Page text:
Early this morning I got up and went with my host parents to the Wofu temple, where there’s an immense statue of a reclining Buddha. The temple is at the back of the botanical gardens, so, even though it was dark when we got there, the walk was beautiful. It got lighter by the time we reached the temple, but I wish there had been a little more light, as there were no lights in each building, but it was still really cool. The first building had four ferocious looking (if somewhat obscure in the gloom) guardian spirits, the second had the fat, laughing Buddha who will be the next Buddha. The third had three large statues, whose personages my host dad was unsure of (although the internet tells me they’re the three previous Buddhas), and the last had the reclining Buddha. At each of the buildings with a Buddha, there was a brazier in front and two candlelit lanterns on either side. Each person would light 3, sometimes more, sticks of incense, bow or pray in front of the brazier, and then put the incense in. Then they could go into the building and pray in front of the statues before exiting at the back. Facing the exit in the middle two buildings there was another statue, although who they were I’m not sure. At the second building (the first with the Buddha), my host dad said that you don’t pray unless you intend to come back next year, but at the last two he gave me incense so I could also light it, bow, and put it in the brazier. He didn’t pray at all, but my host mom did, including putting a prayer on a ribbon and tying it to a large rack filled with prayers near the last building. Apparently this is the only time of year that they go to the temple, and the reason they go so early is to avoid the crowds. Seeing the streams of people coming in, I’m glad we did go early, as the line would have been too long later. This was also a slightly less popular temple than one closer to the center of Beijing, and I was probably the only Westerner there.
After that they brought me back to the apartment, which I was a little upset about. The Spring Festival is a holiday about family, but they were leaving me out as they went to go visit theirs. My rational mind says that it’s probably for the best – I wouldn’t have known anyone, and my Chinese still isn’t good enough to be able to hold a conversation with fast-speaking natives, so it probably was better for me to go back and sleep (which is what I did). Still, it’s hard not to feel left out. Instead I went to YuanMingYuan, the old Summer Palace, which supposedly has celebrations and shows for the Spring Festival, but I couldn’t find any. The park was pretty, despite the fact that everything is dead during winter (apart from the junipers and pines), and I got to see some black swans, but none of the festivities I was looking for. My host parents were back when I got home, which also eases the feeling of abandonment – I had been expecting them to be gone all day. So in the end I did get to eat jiaozi, the traditional food of the Spring Festival, and food is one of the most important things. My teachers also gave us electronic red envelopes, which Chinese adults use to give money to young people (I’m probably too old to get them from other people, but I guess we count as children to our teachers). All in all it was a pretty fine day.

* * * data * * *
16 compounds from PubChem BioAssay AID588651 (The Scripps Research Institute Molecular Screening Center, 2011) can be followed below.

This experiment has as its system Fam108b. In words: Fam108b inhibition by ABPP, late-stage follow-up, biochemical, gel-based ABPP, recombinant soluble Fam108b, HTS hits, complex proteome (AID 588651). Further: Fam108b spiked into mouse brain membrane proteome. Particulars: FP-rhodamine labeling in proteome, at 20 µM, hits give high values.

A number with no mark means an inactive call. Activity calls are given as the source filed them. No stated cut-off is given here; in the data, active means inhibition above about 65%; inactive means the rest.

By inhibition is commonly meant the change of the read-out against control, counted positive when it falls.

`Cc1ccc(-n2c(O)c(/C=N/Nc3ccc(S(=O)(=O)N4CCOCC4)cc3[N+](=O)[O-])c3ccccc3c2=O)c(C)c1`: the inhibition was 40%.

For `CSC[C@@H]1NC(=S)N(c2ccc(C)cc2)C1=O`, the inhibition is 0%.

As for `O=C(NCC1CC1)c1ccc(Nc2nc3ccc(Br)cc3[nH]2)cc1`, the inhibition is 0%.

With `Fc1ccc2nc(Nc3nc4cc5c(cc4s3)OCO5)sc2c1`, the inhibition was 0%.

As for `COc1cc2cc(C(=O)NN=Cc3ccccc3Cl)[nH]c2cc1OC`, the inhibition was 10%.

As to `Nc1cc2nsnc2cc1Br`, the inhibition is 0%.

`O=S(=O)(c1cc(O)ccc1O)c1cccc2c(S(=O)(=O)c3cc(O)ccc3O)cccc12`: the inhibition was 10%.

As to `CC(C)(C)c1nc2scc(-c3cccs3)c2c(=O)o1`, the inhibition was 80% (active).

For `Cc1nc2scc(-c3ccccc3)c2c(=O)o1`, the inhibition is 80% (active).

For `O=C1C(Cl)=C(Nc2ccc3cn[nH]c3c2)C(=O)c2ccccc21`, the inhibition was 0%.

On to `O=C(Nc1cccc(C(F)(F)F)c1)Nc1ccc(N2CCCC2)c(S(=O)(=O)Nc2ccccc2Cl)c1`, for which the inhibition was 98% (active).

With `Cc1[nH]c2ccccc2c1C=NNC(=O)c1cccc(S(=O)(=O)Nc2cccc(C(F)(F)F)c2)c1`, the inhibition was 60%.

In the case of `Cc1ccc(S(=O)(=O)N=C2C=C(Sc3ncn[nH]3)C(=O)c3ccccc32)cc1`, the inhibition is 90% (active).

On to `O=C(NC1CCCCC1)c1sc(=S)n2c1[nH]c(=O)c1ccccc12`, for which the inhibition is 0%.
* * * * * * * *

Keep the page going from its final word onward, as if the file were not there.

During the break I hope to go out and see more of Beijing, even if traveling across the country (the ideal) is too expensive. This blog might get more frequent updates if I do – I hope this will be a busy week!
Some of my calligraphy from yesterday – the character fu means good luck, and is usually pasted on doors or windows, sometimes upside down, because the pronunciation for ‘luck has arrived’ and ‘luck is upside down’ is the same.
The three riddles I solved – are there any readers who want to take a guess at the answers? Leave a comment and I’ll tell you whether they’re right or not!